Ichor

related topics
{god, call, give}
{disease, patient, cell}
{film, series, show}
{specie, animal, plant}
{theory, work, human}
{black, white, people}

In Greek mythology, ichor (pronounced /ˈaɪkər/ or /ˈɪkər/; Greek ἰχώρ) is the ethereal fluid that is the Greek gods' blood, sometimes said to have been present in ambrosia or nectar.[citation needed] When a god was injured and bled, the ichor made his or her blood poisonous to mortals.[citation needed] Great demigods and heroes occasionally attacked gods and released ichor, but gods rarely did so to each other in Homeric myth.

Ichor was considered to be golden in color.

Apart from mythology, poets since Victorian times have used it to mean a divine drink, often wine.

Contents

In robotics

Crete, an island whose mythology was appropriated by the Greeks, has in the Greek version a robot called Talos, a giant man of bronze in Ancient Crete with wings and more like a large cupid in appearance, but in Ancient Greece more like the Colossus of Rhodes, a robot powered by ichor and stoppable by taking out a nail in Talos' back. He guarded Europa on Crete and threw boulders at intruders until the Argonauts came to get the Golden Fleece and the sorceress Medea took out the nail.

In medieval Christendom

In pathology, "ichor" is an antiquated term for a watery discharge from a wound or ulcer with an unpleasant or fetid (offensive) smell.[1] The Greek Christian writer Clement of Alexandria used "ichor" in this sense in a polemic against the pagan Greek gods.[citation needed]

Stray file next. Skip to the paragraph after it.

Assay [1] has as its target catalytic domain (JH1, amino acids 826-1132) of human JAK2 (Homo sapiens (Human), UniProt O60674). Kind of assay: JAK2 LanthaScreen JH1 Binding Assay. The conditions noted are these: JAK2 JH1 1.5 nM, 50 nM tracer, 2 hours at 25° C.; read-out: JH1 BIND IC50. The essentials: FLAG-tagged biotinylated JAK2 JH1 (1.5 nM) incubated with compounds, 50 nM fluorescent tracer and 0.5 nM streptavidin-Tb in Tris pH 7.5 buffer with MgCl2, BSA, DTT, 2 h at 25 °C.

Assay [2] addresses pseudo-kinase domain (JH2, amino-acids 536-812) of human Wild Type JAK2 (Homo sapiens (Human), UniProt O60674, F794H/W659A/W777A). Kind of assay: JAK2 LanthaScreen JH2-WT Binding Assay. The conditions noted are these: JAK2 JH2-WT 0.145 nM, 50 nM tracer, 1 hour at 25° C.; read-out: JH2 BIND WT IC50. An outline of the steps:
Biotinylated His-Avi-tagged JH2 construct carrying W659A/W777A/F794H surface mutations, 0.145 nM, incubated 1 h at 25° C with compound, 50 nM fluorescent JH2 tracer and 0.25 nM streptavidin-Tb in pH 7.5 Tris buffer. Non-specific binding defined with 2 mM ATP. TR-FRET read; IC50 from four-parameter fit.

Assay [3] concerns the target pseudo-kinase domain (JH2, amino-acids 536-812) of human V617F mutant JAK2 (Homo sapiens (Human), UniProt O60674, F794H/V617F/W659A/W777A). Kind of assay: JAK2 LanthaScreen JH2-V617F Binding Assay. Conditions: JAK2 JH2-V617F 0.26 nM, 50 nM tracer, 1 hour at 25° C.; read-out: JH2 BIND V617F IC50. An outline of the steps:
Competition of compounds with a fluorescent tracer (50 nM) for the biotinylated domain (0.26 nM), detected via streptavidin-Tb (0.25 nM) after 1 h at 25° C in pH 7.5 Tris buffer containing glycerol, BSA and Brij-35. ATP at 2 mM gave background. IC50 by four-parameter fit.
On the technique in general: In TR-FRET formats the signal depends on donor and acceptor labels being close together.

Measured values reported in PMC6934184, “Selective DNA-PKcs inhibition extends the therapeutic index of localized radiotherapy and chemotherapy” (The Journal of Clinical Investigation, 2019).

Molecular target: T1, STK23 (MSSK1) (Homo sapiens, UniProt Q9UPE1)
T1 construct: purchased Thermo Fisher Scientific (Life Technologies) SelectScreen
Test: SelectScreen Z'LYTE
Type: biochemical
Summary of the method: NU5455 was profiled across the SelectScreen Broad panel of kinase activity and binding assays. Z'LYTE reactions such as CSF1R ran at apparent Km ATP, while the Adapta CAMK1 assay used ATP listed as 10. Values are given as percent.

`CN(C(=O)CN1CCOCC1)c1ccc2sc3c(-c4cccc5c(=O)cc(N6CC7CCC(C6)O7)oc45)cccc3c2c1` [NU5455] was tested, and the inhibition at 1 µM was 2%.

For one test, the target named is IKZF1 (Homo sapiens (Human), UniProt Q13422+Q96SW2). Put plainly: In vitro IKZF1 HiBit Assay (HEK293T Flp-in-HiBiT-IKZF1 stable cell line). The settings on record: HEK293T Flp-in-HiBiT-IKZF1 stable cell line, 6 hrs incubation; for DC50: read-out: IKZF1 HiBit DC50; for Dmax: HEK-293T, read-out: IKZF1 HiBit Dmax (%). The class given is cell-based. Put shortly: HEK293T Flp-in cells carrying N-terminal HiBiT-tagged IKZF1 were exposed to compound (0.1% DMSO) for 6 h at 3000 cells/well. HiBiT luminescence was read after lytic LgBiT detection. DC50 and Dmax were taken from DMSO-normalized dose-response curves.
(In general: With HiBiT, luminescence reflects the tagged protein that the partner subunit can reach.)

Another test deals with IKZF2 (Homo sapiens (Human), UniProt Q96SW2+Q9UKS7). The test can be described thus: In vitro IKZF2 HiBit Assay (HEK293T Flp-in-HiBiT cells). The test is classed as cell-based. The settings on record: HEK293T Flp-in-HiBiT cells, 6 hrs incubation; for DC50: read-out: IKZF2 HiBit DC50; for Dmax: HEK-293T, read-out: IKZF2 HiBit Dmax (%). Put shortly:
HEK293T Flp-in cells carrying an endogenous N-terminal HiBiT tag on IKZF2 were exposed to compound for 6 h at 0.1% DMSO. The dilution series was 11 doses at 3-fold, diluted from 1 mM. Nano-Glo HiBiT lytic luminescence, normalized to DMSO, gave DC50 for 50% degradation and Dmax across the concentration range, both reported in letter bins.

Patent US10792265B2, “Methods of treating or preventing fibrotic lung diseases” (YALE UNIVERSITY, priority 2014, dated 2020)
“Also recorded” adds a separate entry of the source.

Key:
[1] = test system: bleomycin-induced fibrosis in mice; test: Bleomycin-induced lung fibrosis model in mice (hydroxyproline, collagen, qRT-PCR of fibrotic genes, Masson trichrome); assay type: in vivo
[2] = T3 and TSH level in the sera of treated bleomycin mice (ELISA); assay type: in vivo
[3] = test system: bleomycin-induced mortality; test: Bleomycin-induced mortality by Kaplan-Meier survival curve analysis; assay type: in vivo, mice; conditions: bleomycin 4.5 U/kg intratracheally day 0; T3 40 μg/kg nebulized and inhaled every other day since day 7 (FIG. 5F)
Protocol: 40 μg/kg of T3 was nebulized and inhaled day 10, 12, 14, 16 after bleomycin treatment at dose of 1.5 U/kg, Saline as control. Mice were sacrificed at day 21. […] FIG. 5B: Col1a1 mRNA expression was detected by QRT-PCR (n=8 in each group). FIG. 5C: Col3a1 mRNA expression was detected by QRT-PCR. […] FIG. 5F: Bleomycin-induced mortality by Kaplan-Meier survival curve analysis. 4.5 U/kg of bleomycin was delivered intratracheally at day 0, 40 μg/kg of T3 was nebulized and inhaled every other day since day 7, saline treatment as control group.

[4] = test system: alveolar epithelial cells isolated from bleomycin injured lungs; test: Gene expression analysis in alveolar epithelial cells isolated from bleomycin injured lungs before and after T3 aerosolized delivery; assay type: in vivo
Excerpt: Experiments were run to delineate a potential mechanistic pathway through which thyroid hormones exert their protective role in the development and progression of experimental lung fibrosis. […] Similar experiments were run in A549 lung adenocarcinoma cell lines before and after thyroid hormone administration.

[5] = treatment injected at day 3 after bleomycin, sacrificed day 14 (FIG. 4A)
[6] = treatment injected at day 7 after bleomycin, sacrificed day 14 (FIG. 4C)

In fiction

H. P. Lovecraft often used "ichor" in his descriptions of other-worldly creatures, most prominently in his nightmarish detail of the remains of Wilbur Whateley, in "The Dunwich Horror". The term "ichor" is often used in fantasy contexts by authors as a synonym for "blood" or "ooze", to the point that it has become clichéd. Author Ursula K. Le Guin, in "From Elfland to Poughkeepsie", calls the term "the infallible touchstone of the seventh-rate."[2]

Full article ▸

related documents
Asclepieion
Þrúðgelmir
Áine
Álfröðull
Fulla
Oya
Aegimius
Tongahiti
Biróg
Huracan
Beli (Norse giant)
Hatmehit
La Espero
Hati Hróðvitnisson
Crius
Nantosuelta
Book of Jarom
Marassa Jumeaux
Ainu (Middle-earth)
Job: A Comedy of Justice
Bahram V
Meret
Shu (Egyptian deity)
Achish
Major Arcana
Virtus (deity)
Arduinna
Phemonoe
Chac Mool
Moneta